This is the first of several posts that will review Dr. Detering’s life and scholarship according to the available material on- and offline. It is carried out from afar and in an admittedly impromptu manner. I invite readers to add data, links, or corrections—simply send me an email with the information and I will consider adding it to the CV. The Wikipedia article (German here) is a good place to begin, and Detering’s own brief VITA in German is on his website here.
These posts are deceptively short. However, they are dense with links that offer the interested reader avenues to explore a good deal of material.
If possible, I would like to add a personal impression of Dr. Detering’s character, work, and family life. Any reader who knew Hermann personally, and for some length of time, is invited to email me his/her impressions which I will review and certainly consider uploading.
To ca. 2005
Hermann Detering was born in 1953 in Oldenburg, Germany. In college he studied Germanistik, Classical Philology, and Theology in Berlin. Thereafter he married and was the father of four children.
1982-2009. Detering worked as a pastor in Berlin.
1991. He received his doctorate under Walter Schmithals (1923–2009), noted New Testament scholar and Pauline specialist. Detering’s dissertation was on the Dutch Radical School of New Testament Criticism.
1992. Detering’s dissertation is published in German. (Paulusbriefe ohne Paulus? Die Paulusbriefe in der holländischen Radikalkritik = “Pauline Epistles without Paul? The Epistles in Dutch Radical Criticism,” Frankfurt: Peter Lang. German table of contents here [PDF].)
1992. Article, “Der erste Clemensbrief und die Ignatianen in der Holländischen Radikalkritik.” Detering reviews the pertinent Dutch Radical scholarship and analyzes the many points that refute the authenticity of 1 Clement (12 points) as well as of the Ignatian letters (8 points). In arguing against authenticity, Detering leaves no text standing. For those who do not read German, an informative 2013 English review of these topics by Detering is furnished on Peter Kirby’s website, entitled “A Dialogue Concerning the Two Chief Systems Regarding Paul.”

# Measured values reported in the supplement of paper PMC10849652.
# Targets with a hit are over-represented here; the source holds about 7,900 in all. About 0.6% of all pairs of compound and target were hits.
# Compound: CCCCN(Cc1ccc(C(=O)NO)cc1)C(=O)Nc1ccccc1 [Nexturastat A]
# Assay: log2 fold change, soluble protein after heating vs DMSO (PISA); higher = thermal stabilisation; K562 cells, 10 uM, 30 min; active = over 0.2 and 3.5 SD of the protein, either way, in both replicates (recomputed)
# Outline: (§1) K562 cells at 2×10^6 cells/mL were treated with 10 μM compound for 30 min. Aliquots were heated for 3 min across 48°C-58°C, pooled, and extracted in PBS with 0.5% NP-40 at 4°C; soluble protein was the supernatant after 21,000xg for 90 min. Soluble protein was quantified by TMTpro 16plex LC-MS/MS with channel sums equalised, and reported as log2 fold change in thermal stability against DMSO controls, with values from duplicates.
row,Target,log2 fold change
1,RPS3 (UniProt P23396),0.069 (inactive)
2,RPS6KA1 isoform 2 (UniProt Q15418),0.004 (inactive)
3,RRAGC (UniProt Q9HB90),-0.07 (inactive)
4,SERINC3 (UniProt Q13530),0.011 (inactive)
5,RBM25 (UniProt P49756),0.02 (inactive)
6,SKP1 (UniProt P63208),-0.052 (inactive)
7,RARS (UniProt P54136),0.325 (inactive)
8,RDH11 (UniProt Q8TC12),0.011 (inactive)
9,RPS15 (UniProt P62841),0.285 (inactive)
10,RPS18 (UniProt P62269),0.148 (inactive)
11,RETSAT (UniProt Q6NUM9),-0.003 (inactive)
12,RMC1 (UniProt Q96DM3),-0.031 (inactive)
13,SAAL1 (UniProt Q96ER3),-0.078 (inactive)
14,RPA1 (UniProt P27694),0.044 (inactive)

1995. Detering’s second book, Der gefälschte Paulus, Urchristentum im Zwielicht (Patmos Verlag; reissued 2018). The book was edited and translated into English in 2003 by Darrell Doughty (The Fabricated Paul: Early Christianity in the Twilight). Detering propounds theses previously advanced by A. D. Loman (1823–1897), W. C. van Manen (1842–1905) and G. A. van Eysinga (1874–1957): (a) all the Pauline epistles were products of the second century and only then attributed to Paul; (b) mentions of Pauline epistles in the First Epistle of Clement and in the letters of Ignatius are late interpolations; (c) originally, the epistles derive from Marcion (c. 150 CE) and were subsequently expanded by the Church; (d) many hands were responsible for the Catholic expansions and adaptations, which is why numerous internal contradictions exist in the epistles; (e) the figure of Paul is legendary—Marcion invented it based on the figure of Simon Magus, whom the Church vilified as the Father of Gnosticism and an arch-heretic. (M. Hoffman has written an informative and extensive review of this book in English.)
1996. Hermann Detering, “The Dutch Radical Approach to the Pauline Epistles” (Journal of Higher Criticism 3/2, Fall 1996, pp. 163-193).
Detering becomes a member of the Committee for the Scientific Study of Religion.
2000. Detering begins his website www.radikalkritik.de.
2000. Detering’s second entry in the Journal of Higher Criticism: “The Synoptic Apocalypse (Mark 13/par): A Document from the Time of Bar Kochba” (50 pp). This article helps date the New Testament to the second century. (PDFs: English, German.)
2000. “Die Gegner des Paulus im Galaterbrief” (article).
2003. “The Original Version of the Epistle to the Galatians—Explanations,” translated by Frans-Joris Fabri (English PDF, 94 pp).